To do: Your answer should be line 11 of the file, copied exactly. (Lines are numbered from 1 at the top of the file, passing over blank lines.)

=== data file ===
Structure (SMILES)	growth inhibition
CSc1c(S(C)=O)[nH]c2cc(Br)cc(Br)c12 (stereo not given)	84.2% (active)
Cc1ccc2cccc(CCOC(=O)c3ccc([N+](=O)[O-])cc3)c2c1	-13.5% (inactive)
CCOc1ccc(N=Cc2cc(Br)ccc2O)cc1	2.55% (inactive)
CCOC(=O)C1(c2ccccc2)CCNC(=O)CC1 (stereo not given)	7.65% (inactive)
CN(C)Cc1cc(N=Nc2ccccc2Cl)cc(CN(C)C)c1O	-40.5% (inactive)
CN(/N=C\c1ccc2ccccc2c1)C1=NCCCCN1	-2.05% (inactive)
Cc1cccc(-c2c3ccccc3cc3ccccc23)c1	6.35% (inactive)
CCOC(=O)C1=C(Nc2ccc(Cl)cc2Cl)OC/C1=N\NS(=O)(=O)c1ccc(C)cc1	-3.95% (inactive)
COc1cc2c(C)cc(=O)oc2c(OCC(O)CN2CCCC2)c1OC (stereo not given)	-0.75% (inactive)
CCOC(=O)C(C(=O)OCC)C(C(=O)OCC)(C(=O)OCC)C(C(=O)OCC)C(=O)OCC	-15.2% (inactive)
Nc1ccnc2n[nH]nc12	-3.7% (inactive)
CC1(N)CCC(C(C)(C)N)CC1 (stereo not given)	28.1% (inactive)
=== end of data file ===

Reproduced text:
CCOC(=O)C(C(=O)OCC)C(C(=O)OCC)(C(=O)OCC)C(C(=O)OCC)C(=O)OCC	-15.2% (inactive)